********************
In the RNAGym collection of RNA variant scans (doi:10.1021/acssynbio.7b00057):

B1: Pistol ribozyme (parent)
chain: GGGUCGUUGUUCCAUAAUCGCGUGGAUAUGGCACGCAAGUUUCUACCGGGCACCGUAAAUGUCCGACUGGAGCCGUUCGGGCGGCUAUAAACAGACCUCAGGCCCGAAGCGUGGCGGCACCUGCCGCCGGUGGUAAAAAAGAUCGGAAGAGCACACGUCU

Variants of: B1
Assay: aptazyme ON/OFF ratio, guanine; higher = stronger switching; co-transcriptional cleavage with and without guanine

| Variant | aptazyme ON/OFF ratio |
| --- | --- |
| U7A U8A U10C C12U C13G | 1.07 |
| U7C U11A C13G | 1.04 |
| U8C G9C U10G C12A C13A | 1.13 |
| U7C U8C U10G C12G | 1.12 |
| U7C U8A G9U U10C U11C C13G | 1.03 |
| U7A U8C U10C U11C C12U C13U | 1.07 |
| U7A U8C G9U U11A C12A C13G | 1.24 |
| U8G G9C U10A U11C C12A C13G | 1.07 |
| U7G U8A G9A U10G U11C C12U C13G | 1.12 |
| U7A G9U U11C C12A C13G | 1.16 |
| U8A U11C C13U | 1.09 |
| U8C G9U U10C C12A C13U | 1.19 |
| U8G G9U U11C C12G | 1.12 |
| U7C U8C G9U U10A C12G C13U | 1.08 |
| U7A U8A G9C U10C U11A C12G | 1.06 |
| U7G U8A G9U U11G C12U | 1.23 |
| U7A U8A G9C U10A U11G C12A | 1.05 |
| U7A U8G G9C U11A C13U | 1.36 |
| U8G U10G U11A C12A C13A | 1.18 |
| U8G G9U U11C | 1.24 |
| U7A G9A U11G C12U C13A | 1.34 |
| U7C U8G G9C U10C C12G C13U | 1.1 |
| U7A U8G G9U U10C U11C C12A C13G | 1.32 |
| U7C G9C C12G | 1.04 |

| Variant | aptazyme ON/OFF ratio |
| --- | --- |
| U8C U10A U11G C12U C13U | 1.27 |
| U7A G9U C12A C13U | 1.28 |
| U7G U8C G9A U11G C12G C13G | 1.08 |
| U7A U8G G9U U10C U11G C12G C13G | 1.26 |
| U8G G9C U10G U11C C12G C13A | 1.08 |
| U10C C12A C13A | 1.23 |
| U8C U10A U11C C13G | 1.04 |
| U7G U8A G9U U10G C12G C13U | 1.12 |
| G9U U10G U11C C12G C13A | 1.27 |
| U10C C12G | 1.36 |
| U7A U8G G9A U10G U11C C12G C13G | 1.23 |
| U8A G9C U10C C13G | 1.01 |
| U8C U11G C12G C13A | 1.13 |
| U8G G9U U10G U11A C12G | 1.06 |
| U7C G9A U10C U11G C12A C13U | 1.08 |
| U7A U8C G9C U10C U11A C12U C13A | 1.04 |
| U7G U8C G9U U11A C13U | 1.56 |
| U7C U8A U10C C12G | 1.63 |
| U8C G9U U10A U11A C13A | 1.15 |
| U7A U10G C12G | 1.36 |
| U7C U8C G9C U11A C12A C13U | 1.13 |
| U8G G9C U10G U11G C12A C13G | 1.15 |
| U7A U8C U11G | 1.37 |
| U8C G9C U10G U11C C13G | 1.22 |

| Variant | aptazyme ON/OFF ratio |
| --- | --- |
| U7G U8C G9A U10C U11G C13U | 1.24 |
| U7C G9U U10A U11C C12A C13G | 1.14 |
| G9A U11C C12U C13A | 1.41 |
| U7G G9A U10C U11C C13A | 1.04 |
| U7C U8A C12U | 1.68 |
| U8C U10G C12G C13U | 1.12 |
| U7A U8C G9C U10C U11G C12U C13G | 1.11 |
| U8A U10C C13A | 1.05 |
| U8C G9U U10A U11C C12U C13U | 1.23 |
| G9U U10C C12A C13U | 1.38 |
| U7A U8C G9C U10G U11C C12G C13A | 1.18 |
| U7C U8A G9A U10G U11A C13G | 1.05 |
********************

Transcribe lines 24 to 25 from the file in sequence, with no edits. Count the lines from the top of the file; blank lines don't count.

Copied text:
| U7A U8A G9C U10A U11G C12A | 1.05 |
| U7A U8G G9C U11A C13U | 1.36 |